Ok, so i am really keen to try replicate this project here

I'm still a noob and my knowledge of electronics stretch as far as making a light blink using an Arduino (Maybe a bit more).

I was thinking of using a ATmega328 instead of the ATtiny24A, because I can program it using my Arduino Uno like explained here

So this leads me to my question, how do I use coin cell batteries to power the ATmega328, maybe more specifically, what components will I need and why?

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    \$\begingroup\$ It is possible to program a ATtiny24A with an Arduino. \$\endgroup\$ Nov 6, 2013 at 9:49
  • \$\begingroup\$ @Ignacio: Am I right in thinking that the "core" is what allows the Arduino IDE to target the code for the specific AVR controller but that the ArduinoISP sketch allows you to use an Arduino as programmer to program any AVR controllers, even those for which you have no core, so long as you do your coding outside the Arduino IDE. Ref \$\endgroup\$ Nov 6, 2013 at 9:56
  • \$\begingroup\$ @RedGrittyBrick: I am honestly not certain. I have a EvUSBasp (Baite USBasp clone) but no Arduino, so I've never actually used ArduinoISP myself. \$\endgroup\$ Nov 6, 2013 at 9:59
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    \$\begingroup\$ An ATmega328 may be a bit power hungry for a coin cell, especially if you don't use sleep modes. \$\endgroup\$
    – jippie
    Nov 6, 2013 at 10:02
  • \$\begingroup\$ @RedGrittyBrick, your explanation is exactly correct. Ignacios link points to a core for ATtiny, and ArduinoISP works for any AVR controller. ATtinies are not much harder to program than ATmegas, and for smallish projects, it makes sense to pick a sensibly sized controller for the job, an ATmega328 is often a bit overkill. \$\endgroup\$ Nov 6, 2013 at 13:19

3 Answers 3


You use coincells the same way you use any battery to power an AVR like the ATMega328p. You hook it up directly. That's it, nothing different. Positive to VCC & AVCC, Negative to VSS and AVSS.

Keep in mind, coincells have very little capacity, will drain quickly under 20+ milliamp load, so maximize the time you spend in power-save/sleep mode, and the low voltage will limit your clock speed to 4 or 8 or 10mhz at most.

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  • \$\begingroup\$ A decoupling capacitor, (I don't know exactly what it is, so if someone can explain to me in layman's terms that would be great) would I need to have this? \$\endgroup\$
    – Donderbos
    Nov 6, 2013 at 12:06
  • \$\begingroup\$ @HenkScheepers a decoupling cap is like a small energy bank. If the power line drops down a bit, the cap kicks in to keep the line up. A 0.1uf cap is typically recommended. \$\endgroup\$
    – Passerby
    Nov 7, 2013 at 5:28

Just to amplify some of the rather important points made in comments ...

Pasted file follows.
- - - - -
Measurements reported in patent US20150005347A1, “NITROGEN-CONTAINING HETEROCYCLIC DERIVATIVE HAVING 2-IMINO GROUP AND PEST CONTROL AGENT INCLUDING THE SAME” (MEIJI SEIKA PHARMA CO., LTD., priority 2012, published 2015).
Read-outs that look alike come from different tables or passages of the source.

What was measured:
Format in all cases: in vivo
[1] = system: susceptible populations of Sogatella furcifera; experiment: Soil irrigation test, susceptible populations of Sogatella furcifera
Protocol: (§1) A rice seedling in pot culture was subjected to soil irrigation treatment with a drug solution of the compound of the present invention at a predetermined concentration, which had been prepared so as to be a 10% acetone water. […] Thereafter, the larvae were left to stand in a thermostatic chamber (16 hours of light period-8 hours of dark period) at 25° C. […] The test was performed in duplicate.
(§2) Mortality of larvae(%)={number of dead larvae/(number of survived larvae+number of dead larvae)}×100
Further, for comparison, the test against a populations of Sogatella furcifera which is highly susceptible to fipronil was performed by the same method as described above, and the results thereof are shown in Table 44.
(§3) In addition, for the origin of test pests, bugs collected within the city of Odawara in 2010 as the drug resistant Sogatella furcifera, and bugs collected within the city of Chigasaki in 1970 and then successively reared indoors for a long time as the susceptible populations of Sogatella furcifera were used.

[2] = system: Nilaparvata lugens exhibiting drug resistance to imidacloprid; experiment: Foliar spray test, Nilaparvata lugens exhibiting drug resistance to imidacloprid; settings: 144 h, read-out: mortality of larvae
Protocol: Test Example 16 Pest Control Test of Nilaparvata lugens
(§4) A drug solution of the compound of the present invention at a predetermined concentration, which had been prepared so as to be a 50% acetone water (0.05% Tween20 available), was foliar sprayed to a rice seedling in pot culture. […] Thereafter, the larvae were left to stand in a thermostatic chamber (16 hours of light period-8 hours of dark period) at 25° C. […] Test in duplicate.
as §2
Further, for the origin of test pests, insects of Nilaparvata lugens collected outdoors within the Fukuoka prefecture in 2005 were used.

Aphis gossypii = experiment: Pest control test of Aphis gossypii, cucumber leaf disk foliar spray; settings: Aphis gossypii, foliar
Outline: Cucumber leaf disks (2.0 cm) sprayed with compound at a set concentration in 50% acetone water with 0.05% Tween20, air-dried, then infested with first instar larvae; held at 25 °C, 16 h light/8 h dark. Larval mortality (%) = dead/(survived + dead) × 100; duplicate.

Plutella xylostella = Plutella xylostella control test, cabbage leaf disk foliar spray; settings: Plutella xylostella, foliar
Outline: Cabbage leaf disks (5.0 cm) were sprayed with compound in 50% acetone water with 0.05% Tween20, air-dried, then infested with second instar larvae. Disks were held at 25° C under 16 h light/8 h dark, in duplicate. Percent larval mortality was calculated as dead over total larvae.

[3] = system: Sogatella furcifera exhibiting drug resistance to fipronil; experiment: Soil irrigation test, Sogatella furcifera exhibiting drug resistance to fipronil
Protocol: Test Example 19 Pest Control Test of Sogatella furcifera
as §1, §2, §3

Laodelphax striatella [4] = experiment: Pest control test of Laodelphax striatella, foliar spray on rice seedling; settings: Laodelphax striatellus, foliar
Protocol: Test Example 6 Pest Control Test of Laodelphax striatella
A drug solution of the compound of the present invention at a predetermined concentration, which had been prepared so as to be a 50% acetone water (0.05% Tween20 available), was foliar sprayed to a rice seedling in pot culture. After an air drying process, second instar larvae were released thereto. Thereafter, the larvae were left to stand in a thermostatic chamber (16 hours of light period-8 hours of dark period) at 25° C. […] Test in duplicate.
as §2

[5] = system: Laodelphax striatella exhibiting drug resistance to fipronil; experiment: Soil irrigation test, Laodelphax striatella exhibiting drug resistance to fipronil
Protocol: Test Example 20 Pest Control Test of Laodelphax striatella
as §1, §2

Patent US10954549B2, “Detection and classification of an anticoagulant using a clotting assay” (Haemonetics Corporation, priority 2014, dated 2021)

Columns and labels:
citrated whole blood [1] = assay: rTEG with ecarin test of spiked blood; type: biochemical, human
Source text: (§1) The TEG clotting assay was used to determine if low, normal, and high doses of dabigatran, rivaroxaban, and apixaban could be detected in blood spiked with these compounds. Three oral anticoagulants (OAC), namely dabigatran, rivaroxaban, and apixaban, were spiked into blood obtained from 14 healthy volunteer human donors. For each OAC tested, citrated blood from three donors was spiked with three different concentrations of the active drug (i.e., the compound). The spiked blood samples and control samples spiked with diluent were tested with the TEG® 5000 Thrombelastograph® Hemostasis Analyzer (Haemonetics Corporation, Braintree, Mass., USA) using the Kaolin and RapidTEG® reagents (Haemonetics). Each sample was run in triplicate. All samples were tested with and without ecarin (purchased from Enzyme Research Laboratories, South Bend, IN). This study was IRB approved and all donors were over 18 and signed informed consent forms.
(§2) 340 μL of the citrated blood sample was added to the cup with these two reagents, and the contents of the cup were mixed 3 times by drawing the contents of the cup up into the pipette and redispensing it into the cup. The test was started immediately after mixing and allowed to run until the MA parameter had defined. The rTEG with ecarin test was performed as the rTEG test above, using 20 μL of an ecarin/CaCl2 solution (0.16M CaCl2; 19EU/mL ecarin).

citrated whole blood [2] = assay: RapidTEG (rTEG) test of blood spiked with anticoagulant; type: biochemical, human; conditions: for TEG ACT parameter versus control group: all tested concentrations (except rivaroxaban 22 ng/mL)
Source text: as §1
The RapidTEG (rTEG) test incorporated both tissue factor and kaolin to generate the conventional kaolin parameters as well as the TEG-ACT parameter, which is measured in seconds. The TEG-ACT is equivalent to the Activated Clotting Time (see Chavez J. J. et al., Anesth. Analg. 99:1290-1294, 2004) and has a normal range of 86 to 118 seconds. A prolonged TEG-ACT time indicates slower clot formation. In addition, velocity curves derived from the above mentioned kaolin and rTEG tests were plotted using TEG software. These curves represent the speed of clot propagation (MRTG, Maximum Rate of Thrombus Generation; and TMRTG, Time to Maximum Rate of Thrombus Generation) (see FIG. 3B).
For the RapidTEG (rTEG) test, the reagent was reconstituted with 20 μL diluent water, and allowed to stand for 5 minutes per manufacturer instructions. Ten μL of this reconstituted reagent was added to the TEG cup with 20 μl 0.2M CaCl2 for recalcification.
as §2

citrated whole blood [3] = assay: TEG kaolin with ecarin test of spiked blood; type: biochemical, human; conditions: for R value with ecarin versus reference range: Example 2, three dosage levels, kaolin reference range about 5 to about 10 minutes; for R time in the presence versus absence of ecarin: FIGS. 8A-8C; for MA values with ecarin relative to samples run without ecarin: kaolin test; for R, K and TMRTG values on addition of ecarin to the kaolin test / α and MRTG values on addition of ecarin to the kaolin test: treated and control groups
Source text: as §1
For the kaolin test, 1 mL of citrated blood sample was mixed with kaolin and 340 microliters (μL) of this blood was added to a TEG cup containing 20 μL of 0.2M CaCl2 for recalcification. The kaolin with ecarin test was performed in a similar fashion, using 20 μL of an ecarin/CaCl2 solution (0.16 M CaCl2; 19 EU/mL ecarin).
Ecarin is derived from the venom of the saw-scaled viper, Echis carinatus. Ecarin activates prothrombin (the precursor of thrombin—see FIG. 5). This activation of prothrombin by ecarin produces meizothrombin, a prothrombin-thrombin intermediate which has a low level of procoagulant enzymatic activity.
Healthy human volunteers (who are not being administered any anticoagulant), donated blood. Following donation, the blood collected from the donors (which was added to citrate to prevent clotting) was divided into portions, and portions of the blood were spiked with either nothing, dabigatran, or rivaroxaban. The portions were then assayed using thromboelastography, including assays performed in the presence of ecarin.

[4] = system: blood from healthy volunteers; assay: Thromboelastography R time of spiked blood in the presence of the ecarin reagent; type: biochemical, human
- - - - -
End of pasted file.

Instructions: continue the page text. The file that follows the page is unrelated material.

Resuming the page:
Use an ATtiny24 not an ATmega328

The project you want to copy uses an ATtiny24 for good reasons.

[The] ATtiny24A microcontroller ... included all of the things the team were looking for – it was working with voltages as low as 1.8V, consumed small amounts of current and had enough i/o pins.

ATtiny24 vs ATMega328

  • lower cost
  • smaller package (DIP-14 vs DIP-28)

It has plenty of GPIO pins (~12) compared to a DIP-8 ATtiny45 for example (5-6).

If you are making a large constellation of interacting autonomous objects, you can get more for your money by using parts that are no bigger/expensive than they need be.

If money, size and power-consumption are no object, you might use a 144-pin AT32UC3C064C for maximum future flexibility. Personally I think half the fun of this sort of project is squeezing it into a small device.

Loading software

You can use an Arduino Uno to program (load software onto) an ATtiny24 on a breadboard.

To do this you first load an "ArduinoISP" program ("sketch") into your Arduino Uno. You can then use this to load programs onto an ATtiny24 or any AVR microcontrollers that allow loading software via an ISP interface (I think there may be one or two that don't).

If your Arduino IDE isn't set up for the ATtiny24 (see below) there are other free tools to compile programs and free programs to load those programs onto an ATtiny24 - for example avrdude

Compiling software for an ATtiny24

You can use the Arduino IDE to write and compile programs to run on an ATtiny24. To do so you add a suitable "core" to your Arduino IDE's "hardware" subdirectory (folder). You can obtain a suitable "core" from code.google.

Note that many online tutorials mention the "core" from High-Low-Tech at MIT but that "core" doesn't include the ATtiny24 so try the code.google "core" instead.

Using coin-cell batteries

See other answers - You should choose a microcontroller no more powerful than the minimum needed to do the job. Set the clock speed low. Shut down unused features and make maximum use of low-current sleep states. AVR has documentation that specifically covers low-power applications.

  • \$\begingroup\$ Thanks for the breakdown, can you maybe elaborate on the reasons why you think the ATiny24 is better suited for the project. Say for instance I want to switch the LED with a RGB LED, will the ATiny24 supply me with enough I/O pins? \$\endgroup\$
    – Donderbos
    Nov 7, 2013 at 7:30
  • \$\begingroup\$ @Henk: See revised answer - follow links to Data Sheets. \$\endgroup\$ Nov 7, 2013 at 10:23
  • \$\begingroup\$ If you wish to use CR2032 batteries, have a look on this post: hackster.io/Talk2/… \$\endgroup\$
    – Talk2
    Dec 13, 2016 at 5:12

Other than what you would need to run it on a breadboard, you will need a coin cell holder. That is, you will still have the same bypass, filter, and clock hardware as described in AVR042, "AVR Hardware Design Considerations". Also keep in mind that you should probably restrict your clock speed to 8MHz for safe operation down to about 2.5V.


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